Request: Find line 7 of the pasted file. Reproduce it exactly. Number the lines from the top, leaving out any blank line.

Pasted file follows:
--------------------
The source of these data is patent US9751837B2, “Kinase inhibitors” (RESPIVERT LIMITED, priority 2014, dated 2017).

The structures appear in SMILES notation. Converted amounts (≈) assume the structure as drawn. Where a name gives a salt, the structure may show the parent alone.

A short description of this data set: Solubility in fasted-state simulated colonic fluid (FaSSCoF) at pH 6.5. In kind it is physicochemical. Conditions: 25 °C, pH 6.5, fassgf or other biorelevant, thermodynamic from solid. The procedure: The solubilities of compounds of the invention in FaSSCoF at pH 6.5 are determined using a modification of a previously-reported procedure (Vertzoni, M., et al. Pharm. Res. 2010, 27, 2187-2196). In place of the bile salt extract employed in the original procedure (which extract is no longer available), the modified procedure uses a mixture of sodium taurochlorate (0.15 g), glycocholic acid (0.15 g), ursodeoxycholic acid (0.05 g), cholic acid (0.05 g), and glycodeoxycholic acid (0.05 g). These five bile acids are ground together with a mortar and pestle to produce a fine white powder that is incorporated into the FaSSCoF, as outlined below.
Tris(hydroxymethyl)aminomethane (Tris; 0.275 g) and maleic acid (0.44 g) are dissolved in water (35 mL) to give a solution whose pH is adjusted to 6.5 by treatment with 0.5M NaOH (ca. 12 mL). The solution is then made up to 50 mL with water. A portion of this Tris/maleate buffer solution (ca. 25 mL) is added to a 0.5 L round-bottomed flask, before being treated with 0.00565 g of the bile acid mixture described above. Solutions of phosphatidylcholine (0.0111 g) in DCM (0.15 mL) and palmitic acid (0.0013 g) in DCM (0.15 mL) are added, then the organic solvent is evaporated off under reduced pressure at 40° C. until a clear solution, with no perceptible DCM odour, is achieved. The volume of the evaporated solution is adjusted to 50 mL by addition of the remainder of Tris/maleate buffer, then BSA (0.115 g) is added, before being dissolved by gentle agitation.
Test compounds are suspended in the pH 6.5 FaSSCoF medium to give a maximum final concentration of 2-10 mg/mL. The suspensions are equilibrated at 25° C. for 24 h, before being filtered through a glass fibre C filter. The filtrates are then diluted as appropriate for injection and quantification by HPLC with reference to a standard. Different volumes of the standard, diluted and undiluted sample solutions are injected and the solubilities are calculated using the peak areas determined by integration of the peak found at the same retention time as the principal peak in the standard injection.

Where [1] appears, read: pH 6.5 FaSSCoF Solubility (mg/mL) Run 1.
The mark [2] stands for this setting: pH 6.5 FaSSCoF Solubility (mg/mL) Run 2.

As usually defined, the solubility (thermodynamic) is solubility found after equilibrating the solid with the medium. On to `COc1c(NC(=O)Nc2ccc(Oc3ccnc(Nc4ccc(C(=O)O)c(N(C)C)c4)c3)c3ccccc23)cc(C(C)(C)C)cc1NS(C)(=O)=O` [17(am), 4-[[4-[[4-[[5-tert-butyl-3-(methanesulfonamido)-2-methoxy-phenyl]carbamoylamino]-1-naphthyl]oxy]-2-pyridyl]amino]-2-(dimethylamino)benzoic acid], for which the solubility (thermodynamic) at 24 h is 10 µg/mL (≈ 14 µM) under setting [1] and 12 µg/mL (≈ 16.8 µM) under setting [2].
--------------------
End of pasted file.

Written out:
The mark [2] stands for this setting: pH 6.5 FaSSCoF Solubility (mg/mL) Run 2.